The cases in the UK and in the region have for decades been roundly regarded as ridiculously low when compared to other modern jurisdictions and woefully inadequate when compared to the actual loss of life, livelihood and the likelihood of ever returning to anywhere near your former self.
Prior to the introduction of the CPRs, the court could and often did disregard the fact that in most cases the loss would have to be paid by a multi-billion-dollar insurance company with annual net profits that would make the GDP of some developing countries blush.
Under the CPRs, dealing justly with a case would also include dealing with the case in ways that are proportionate to the financial position of each party. Naturally under the new rules, one would expect the courts to consider the insane profits of these companies as an integral component of an insured defendant’s financial position.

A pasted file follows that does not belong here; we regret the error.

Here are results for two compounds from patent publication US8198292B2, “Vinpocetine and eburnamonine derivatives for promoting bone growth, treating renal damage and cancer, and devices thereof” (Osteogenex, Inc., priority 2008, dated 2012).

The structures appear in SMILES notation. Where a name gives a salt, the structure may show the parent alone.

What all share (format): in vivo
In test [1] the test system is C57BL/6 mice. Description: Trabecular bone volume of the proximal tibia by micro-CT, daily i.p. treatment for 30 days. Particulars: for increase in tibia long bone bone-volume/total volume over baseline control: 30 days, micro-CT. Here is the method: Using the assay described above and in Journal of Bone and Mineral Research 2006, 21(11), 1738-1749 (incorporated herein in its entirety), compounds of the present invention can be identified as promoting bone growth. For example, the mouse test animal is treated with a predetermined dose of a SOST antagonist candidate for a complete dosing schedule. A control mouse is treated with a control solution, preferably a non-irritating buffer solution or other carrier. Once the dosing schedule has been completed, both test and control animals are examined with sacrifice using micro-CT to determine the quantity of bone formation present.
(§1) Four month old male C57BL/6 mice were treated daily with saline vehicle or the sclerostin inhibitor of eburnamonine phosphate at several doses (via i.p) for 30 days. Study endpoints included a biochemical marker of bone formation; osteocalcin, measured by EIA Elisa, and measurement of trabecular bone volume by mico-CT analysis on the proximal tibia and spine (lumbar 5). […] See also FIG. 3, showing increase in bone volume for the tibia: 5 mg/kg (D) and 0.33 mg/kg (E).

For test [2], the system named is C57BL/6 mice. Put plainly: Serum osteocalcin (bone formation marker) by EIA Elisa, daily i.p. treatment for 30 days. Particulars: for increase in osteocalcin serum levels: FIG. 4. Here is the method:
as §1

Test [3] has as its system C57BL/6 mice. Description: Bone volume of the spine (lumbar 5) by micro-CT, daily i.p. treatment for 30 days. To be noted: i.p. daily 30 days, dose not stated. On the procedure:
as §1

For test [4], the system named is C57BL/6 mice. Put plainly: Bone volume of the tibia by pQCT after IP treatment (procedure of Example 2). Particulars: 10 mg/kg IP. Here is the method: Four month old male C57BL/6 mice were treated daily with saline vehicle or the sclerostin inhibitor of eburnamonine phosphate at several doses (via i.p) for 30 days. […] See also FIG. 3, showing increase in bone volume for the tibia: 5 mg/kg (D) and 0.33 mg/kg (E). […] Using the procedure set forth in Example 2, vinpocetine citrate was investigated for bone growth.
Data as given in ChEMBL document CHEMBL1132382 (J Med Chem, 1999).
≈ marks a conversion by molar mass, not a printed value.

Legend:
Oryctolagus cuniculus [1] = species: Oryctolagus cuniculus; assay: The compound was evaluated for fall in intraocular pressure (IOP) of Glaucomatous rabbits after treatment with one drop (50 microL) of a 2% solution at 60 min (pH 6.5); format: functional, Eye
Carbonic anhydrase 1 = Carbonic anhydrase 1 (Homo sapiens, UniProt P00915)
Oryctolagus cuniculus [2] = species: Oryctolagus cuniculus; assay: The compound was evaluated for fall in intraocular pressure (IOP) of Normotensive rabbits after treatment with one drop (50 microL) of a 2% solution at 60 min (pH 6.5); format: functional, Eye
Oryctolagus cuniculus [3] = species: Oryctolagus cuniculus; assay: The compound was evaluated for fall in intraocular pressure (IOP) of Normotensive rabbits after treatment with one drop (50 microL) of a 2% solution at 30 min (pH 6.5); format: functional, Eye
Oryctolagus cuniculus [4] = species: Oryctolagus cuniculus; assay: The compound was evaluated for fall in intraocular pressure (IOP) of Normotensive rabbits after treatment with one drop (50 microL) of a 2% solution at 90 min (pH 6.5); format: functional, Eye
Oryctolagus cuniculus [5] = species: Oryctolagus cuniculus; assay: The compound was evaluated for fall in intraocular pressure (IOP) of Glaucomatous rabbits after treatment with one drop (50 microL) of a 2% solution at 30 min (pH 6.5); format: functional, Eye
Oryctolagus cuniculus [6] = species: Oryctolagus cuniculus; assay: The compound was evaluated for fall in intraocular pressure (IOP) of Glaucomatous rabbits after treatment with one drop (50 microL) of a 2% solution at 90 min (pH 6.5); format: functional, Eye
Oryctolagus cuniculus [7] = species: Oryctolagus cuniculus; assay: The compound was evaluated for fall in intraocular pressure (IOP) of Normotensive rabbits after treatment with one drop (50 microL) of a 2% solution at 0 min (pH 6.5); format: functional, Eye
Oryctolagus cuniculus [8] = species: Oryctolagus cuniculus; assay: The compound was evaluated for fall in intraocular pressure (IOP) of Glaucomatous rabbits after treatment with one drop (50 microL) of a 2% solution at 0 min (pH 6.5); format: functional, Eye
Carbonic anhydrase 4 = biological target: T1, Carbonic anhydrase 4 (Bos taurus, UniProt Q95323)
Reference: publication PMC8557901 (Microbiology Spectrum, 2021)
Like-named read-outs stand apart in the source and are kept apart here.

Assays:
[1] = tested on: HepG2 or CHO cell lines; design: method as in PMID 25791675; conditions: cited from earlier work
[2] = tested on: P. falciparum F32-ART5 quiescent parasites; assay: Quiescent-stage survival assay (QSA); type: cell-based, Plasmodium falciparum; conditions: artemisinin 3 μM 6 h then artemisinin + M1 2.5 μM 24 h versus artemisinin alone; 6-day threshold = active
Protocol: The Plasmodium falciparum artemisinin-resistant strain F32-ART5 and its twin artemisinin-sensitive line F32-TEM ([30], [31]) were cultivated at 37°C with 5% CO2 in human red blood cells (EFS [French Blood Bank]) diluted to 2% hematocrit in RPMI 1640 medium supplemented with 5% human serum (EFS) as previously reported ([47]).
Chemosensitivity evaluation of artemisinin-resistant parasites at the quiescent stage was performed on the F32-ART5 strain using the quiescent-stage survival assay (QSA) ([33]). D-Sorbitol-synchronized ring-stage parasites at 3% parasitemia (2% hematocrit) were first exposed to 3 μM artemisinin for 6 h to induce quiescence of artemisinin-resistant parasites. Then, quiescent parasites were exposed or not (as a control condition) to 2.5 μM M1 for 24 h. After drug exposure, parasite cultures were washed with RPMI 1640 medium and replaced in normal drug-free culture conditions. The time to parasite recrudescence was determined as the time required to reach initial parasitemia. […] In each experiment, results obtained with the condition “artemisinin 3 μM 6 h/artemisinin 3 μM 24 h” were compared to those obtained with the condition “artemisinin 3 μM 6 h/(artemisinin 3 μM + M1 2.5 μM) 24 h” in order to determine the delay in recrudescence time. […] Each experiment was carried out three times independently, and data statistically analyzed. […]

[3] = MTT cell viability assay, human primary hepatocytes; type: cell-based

Ordinary citizen are compelled under penalty of fines or more serious punishment to purchase insurance policies for, let’s face it, risks that rarely occur.
Lawmakers pander to these industry giants by tweaking and refining our obligations to purchase insurance for driving on the road, for operating a business, for owning or building a home, practically every aspect of life as a law-abiding citizen. However, they seem to turn a blind eye and deaf ear to whether these licensees actually fulfill their obligations under policies honorably or at all.